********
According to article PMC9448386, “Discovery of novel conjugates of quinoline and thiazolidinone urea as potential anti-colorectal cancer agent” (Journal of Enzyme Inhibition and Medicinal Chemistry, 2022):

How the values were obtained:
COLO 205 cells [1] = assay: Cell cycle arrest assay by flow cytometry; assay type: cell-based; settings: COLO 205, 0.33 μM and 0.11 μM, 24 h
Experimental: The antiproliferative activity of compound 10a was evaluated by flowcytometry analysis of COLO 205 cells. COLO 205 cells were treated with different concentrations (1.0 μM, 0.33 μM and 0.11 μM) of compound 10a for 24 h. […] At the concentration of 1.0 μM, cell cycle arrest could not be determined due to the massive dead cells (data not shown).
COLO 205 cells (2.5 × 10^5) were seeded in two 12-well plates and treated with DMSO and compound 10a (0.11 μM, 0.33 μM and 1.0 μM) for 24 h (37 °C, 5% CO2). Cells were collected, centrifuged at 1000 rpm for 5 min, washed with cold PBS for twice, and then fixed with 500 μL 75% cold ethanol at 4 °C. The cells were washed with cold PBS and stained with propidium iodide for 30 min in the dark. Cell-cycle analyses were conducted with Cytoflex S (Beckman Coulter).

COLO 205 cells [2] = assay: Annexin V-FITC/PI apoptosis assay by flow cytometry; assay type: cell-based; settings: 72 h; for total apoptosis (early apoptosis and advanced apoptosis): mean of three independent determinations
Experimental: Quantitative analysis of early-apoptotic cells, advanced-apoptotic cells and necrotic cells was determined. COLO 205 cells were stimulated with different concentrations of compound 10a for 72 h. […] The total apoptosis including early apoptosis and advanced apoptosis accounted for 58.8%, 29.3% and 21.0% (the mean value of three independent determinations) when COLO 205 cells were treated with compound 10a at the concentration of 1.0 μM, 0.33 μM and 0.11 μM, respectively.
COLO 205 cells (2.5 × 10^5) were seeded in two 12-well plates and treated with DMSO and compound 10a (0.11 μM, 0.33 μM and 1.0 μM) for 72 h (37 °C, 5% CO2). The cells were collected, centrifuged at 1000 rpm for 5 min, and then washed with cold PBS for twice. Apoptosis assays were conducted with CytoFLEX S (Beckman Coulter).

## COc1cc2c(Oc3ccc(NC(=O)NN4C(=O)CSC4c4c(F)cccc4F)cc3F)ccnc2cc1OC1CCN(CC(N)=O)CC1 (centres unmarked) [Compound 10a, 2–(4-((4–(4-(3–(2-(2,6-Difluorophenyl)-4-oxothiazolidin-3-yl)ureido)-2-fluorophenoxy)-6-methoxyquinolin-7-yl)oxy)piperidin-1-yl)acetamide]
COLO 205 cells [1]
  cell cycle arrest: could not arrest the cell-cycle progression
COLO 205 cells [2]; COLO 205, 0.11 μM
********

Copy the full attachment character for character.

According to article PMC9448386, “Discovery of novel conjugates of quinoline and thiazolidinone urea as potential anti-colorectal cancer agent” (Journal of Enzyme Inhibition and Medicinal Chemistry, 2022):

How the values were obtained:
COLO 205 cells [1] = assay: Cell cycle arrest assay by flow cytometry; assay type: cell-based; settings: COLO 205, 0.33 μM and 0.11 μM, 24 h
Experimental: The antiproliferative activity of compound 10a was evaluated by flowcytometry analysis of COLO 205 cells. COLO 205 cells were treated with different concentrations (1.0 μM, 0.33 μM and 0.11 μM) of compound 10a for 24 h. […] At the concentration of 1.0 μM, cell cycle arrest could not be determined due to the massive dead cells (data not shown).
COLO 205 cells (2.5 × 10^5) were seeded in two 12-well plates and treated with DMSO and compound 10a (0.11 μM, 0.33 μM and 1.0 μM) for 24 h (37 °C, 5% CO2). Cells were collected, centrifuged at 1000 rpm for 5 min, washed with cold PBS for twice, and then fixed with 500 μL 75% cold ethanol at 4 °C. The cells were washed with cold PBS and stained with propidium iodide for 30 min in the dark. Cell-cycle analyses were conducted with Cytoflex S (Beckman Coulter).

COLO 205 cells [2] = assay: Annexin V-FITC/PI apoptosis assay by flow cytometry; assay type: cell-based; settings: 72 h; for total apoptosis (early apoptosis and advanced apoptosis): mean of three independent determinations
Experimental: Quantitative analysis of early-apoptotic cells, advanced-apoptotic cells and necrotic cells was determined. COLO 205 cells were stimulated with different concentrations of compound 10a for 72 h. […] The total apoptosis including early apoptosis and advanced apoptosis accounted for 58.8%, 29.3% and 21.0% (the mean value of three independent determinations) when COLO 205 cells were treated with compound 10a at the concentration of 1.0 μM, 0.33 μM and 0.11 μM, respectively.
COLO 205 cells (2.5 × 10^5) were seeded in two 12-well plates and treated with DMSO and compound 10a (0.11 μM, 0.33 μM and 1.0 μM) for 72 h (37 °C, 5% CO2). The cells were collected, centrifuged at 1000 rpm for 5 min, and then washed with cold PBS for twice. Apoptosis assays were conducted with CytoFLEX S (Beckman Coulter).

## COc1cc2c(Oc3ccc(NC(=O)NN4C(=O)CSC4c4c(F)cccc4F)cc3F)ccnc2cc1OC1CCN(CC(N)=O)CC1 (centres unmarked) [Compound 10a, 2–(4-((4–(4-(3–(2-(2,6-Difluorophenyl)-4-oxothiazolidin-3-yl)ureido)-2-fluorophenoxy)-6-methoxyquinolin-7-yl)oxy)piperidin-1-yl)acetamide]
COLO 205 cells [1]
  cell cycle arrest: could not arrest the cell-cycle progression
COLO 205 cells [2]; COLO 205, 0.11 μM